This blog features reflections on current affairs through the lens of my Quaker faith and practice and offers not only analysis but a perspective on hope, renewal, and reconciliation - a “lift”, as I call it - during these stressful, chaotic times.
I find this post-Covid season awkward. Being "awkward,” of course, isn’t all that bad. Among its definitions the simple one is “ill at ease.” It’s a little like going from the neighborhood grade school into the larger, consolidated middle school. You see old friends, but they have grown and changed and the new structure and unfamiliar culture of middle school demands adaptive attentiveness to change. A new setting provides both the possibility for new friendships and new challenges, but as we wade into a place both familiar and yet a strange and unknown, we can just feel somehow awkward. So it seems to me right now as I/we emerge from the past two and a half months of being engaged in an often alien Covid lockdown reality.
Maybe many of you don’t experience the post-Covid world this way. Perhaps you didn’t find transitioning from the lockdown and masking and health anxieties (not to mention the politics in the past year and a half) as unsettling as I do, but I suspect you share some of my apprehensions and tentativeness.
For me personally the whole transition process was accentuated these past two weeks when Cathy and I traveled to New England for a family a reunion with loved ones we hadn’t seen in over two years (or ever before in person, counting the baby!). Although we had maintained steady and mutually rewarding Zoom contacts with everyone, actually holding our ten month old granddaughter for the first time, and never quite adjusting to pubescent voice, attitudes and body changes of our "tweens" needed a lot of reorientation, especially amidst the swirl of meals, games, and family group dynamics in contrast to our accustomed insular lives. And, of course, our family was also reorienting to us as well as they observed my aging process of often hesitant steps and shaky balance.
And then when I returned home and went out shopping here I was suddenly aware how many fewer people wore masks, and I just didn’t feel all that comfortable after so many months of masked faces and societal health anxieties.
But like the transition from grade school to a middle school culture, I am expecting continuing moments of both grace and awkwardness. The grace primarily comes from recognizing and embracing our opportunity to adapt and successfully adjust to new circumstances.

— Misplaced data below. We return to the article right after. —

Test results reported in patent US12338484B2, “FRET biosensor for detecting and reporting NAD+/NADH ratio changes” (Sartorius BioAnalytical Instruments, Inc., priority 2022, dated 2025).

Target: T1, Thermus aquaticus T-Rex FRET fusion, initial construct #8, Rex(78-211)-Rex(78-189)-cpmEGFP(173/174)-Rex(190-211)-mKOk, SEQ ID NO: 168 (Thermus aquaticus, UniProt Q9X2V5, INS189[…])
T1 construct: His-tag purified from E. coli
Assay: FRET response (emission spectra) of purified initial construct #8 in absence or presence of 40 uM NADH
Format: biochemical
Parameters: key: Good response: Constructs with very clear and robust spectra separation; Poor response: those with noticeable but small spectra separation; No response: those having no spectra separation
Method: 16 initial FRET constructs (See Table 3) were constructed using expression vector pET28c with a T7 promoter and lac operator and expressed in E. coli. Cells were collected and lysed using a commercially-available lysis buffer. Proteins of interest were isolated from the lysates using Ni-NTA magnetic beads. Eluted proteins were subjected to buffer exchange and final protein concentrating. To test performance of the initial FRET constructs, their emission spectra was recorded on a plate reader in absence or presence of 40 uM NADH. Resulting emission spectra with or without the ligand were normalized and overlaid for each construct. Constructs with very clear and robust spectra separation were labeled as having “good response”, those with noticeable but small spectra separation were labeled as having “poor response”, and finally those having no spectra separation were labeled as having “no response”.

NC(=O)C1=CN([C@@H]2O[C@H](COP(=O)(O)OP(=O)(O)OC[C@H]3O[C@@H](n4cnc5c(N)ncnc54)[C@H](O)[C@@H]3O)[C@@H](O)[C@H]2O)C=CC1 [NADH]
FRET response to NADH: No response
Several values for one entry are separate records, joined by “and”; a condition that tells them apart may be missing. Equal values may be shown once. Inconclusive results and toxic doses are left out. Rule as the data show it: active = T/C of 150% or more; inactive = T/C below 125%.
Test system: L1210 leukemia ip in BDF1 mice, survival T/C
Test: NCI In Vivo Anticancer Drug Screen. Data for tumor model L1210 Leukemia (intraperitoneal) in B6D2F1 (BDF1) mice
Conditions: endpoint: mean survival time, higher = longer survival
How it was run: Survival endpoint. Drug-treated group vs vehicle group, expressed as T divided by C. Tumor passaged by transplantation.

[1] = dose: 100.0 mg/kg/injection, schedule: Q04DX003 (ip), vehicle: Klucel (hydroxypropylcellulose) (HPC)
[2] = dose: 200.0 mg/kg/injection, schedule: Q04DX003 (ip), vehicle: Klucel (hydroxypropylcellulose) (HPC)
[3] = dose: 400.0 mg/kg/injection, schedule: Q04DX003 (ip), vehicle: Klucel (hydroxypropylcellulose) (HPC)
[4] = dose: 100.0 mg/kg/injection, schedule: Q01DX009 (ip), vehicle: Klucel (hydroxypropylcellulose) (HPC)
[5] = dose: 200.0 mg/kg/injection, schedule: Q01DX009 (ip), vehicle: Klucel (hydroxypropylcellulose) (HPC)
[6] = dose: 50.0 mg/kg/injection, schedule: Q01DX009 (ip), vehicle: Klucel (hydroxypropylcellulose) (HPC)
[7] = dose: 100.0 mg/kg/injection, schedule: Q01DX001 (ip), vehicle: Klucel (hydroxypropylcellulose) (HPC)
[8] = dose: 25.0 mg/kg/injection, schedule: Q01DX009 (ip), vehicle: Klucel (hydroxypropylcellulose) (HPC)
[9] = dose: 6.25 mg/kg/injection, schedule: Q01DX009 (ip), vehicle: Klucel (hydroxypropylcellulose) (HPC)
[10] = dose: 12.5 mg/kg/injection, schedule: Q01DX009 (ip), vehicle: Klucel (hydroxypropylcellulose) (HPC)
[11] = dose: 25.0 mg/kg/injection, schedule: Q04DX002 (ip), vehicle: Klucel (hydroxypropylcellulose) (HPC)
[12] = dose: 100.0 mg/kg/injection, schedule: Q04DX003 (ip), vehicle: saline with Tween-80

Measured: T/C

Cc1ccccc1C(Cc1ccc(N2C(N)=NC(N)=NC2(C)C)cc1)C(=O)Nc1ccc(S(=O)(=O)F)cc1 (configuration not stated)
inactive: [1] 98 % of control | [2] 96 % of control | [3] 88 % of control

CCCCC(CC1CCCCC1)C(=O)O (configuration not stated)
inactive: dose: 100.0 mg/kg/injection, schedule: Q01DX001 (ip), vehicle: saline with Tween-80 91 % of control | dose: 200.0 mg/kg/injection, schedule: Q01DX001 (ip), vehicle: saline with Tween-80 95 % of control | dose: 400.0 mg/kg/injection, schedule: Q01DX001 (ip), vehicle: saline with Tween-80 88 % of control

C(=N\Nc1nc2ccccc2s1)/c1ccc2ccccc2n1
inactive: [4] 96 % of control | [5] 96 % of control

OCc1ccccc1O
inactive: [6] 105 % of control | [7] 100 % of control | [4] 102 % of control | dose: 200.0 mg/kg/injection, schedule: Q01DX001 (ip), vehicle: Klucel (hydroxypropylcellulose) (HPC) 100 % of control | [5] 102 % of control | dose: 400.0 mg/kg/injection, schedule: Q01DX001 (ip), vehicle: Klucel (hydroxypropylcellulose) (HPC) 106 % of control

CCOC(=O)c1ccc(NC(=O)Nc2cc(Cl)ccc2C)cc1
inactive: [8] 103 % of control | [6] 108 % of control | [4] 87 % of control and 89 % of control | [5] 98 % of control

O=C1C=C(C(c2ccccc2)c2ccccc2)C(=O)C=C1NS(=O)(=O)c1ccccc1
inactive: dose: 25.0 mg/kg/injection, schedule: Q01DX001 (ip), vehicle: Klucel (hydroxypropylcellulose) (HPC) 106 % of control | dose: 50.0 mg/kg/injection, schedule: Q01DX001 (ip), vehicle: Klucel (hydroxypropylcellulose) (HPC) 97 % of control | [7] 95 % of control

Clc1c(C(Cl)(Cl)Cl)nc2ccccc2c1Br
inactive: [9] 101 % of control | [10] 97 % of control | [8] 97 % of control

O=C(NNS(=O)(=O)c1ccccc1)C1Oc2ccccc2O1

On the other hand the continuing awkwardness of any major transition, whether in our personal maturation or societal, is that we must learn to cope with being “ill at ease.” In the case of post-Covid transitioning, we are still dealing with all the aspects of the lockdown. We mostly feel able to unmask ourselves, assuming a cumulative vaxed community, even as we warily wonder who among us refuse get the vax; we mostly feel safe from the perceived threat of severe illness, although the news of a new Delta virus continues to make us vigilant; we wonder what ongoing impact the lockdown has had on our children and families; we have little assurance the divisive politics can be overcome; and we well recognize the ongoing challenges to our environmental and economic security.
Perhaps the “new normal” is a state of continued awkwardness, of being “ill at ease” with life. If this is so, we will need to develop new spiritual and emotional coping practices that buffer the ongoing anxieties we will face. We will need to continue cultivate acts of kindness and nonviolence. I understand that somewhere around half Americans now practice some form of meditation, and that is certainly a start. I personally practice a prayer life that is deeply grateful for the blessings I have while also accepting the limitations of what I can know about the complexities of life and the future. And I am learning to trust in the ultimate redemptive power of Love and Truth, two powerful synonyms for the name of God.
Blessings to all of us as we continue to “awkwardly" adapt and cope with our precious lives.